Wednesday, July 11, 2012

Initial claims and unemployment: an update

- by New Deal democrat

In view of the last few weeks' initial jobless claims numbers, and yet another weak jobs report last Friday, let's take another look at a few series I've noted previously.

First of all, there's been a theory that seasonality since the great recession has been distorted, causing the first quarter's numbers to be unusually good, and the second quarter's unusually bad. Here's initial claims since January 2011, showing the second quarter bump last year and again this year:

The bump this year, if anything, looks slightly less than last year's. On the other hand, beginning the second week of July, the bump ceased. That's exactly the week we are at now, so if this is just a quirk of seasonality, we should see the initial claims number stay under 380,000 starting with tomorrow's report.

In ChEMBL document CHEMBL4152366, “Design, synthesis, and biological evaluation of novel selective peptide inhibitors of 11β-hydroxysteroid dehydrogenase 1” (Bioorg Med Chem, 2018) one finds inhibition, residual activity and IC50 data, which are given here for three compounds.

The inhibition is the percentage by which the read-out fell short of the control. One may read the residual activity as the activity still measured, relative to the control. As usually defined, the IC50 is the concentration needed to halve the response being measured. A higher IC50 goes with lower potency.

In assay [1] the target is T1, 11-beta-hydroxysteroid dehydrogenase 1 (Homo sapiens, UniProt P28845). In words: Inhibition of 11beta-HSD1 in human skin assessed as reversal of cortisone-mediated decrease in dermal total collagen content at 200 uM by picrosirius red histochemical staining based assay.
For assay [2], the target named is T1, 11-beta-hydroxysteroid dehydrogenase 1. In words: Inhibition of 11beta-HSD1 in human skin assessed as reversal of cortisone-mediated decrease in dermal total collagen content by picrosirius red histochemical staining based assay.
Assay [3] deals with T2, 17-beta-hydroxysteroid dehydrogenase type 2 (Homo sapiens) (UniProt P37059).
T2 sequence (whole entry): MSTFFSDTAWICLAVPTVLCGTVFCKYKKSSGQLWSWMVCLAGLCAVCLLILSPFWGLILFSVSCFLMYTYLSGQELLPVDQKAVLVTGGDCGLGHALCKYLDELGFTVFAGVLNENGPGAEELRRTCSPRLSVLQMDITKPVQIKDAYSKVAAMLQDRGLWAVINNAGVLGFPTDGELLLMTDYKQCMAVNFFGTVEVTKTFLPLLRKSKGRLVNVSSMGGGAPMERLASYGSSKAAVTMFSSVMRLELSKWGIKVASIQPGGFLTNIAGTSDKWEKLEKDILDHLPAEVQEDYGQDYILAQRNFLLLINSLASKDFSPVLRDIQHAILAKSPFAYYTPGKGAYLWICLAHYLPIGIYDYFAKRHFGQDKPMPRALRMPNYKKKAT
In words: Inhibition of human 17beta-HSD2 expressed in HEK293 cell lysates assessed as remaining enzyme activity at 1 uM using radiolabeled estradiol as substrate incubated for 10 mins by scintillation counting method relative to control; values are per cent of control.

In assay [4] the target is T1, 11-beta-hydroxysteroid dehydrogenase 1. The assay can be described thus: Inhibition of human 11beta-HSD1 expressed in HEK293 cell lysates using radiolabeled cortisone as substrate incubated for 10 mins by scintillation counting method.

This next graph looks at the same data, but pace Karl Smith, measures YoY change in the absolute number of weekly claims:

What this tells us is that the YoY trend, week by week, is intact. In other words, so far, so good.

Next, here's a graph of temporary employment. Temporary employment is generally considered a leading indicator, meaning this number will turn south before the overall jobs report will:

Once again, the upward trend is intact.

Next. let's look at the JOLTS hiring index. You may recall that I suggested this may be a good leading indicator, under the theory that hiring leads firing, although the data sample is small:

Again, the upward trend is intact.

Finally, under the same theory that hiring leads firing, Prof. Geoffrey Moore, the founder of ECRI, considered unemployment of zero to 5 weeks a longer leading indicator than initial jobless claims. Here the picture isn't good at all:

This number has risen more than 300,000 above its recovery lows. In the past, that has been consistent with, although not necessarily a prelude to, a new recession.

In summary, most of the indicators look positive, although we certainly want to start to see continued improvement in the initial claims numbers.